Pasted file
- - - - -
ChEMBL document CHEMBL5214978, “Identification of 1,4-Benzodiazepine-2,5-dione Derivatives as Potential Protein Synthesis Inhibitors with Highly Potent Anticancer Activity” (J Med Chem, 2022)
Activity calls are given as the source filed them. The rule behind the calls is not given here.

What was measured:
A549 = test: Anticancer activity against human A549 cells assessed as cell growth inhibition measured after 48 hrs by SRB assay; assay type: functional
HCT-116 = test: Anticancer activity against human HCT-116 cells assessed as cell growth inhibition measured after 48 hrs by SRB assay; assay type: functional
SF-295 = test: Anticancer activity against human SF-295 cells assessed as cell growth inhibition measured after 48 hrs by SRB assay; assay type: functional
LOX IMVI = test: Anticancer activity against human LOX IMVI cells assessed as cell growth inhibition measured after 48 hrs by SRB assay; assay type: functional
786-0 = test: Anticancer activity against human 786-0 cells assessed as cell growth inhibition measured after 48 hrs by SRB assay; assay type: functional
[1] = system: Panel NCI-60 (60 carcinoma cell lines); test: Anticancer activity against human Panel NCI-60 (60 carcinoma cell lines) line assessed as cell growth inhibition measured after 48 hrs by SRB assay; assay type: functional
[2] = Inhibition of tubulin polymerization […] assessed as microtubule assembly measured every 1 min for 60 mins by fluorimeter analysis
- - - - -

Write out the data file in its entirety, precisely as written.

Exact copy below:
ChEMBL document CHEMBL5214978, “Identification of 1,4-Benzodiazepine-2,5-dione Derivatives as Potential Protein Synthesis Inhibitors with Highly Potent Anticancer Activity” (J Med Chem, 2022)
Activity calls are given as the source filed them. The rule behind the calls is not given here.

What was measured:
A549 = test: Anticancer activity against human A549 cells assessed as cell growth inhibition measured after 48 hrs by SRB assay; assay type: functional
HCT-116 = test: Anticancer activity against human HCT-116 cells assessed as cell growth inhibition measured after 48 hrs by SRB assay; assay type: functional
SF-295 = test: Anticancer activity against human SF-295 cells assessed as cell growth inhibition measured after 48 hrs by SRB assay; assay type: functional
LOX IMVI = test: Anticancer activity against human LOX IMVI cells assessed as cell growth inhibition measured after 48 hrs by SRB assay; assay type: functional
786-0 = test: Anticancer activity against human 786-0 cells assessed as cell growth inhibition measured after 48 hrs by SRB assay; assay type: functional
[1] = system: Panel NCI-60 (60 carcinoma cell lines); test: Anticancer activity against human Panel NCI-60 (60 carcinoma cell lines) line assessed as cell growth inhibition measured after 48 hrs by SRB assay; assay type: functional
[2] = Inhibition of tubulin polymerization […] assessed as microtubule assembly measured every 1 min for 60 mins by fluorimeter analysis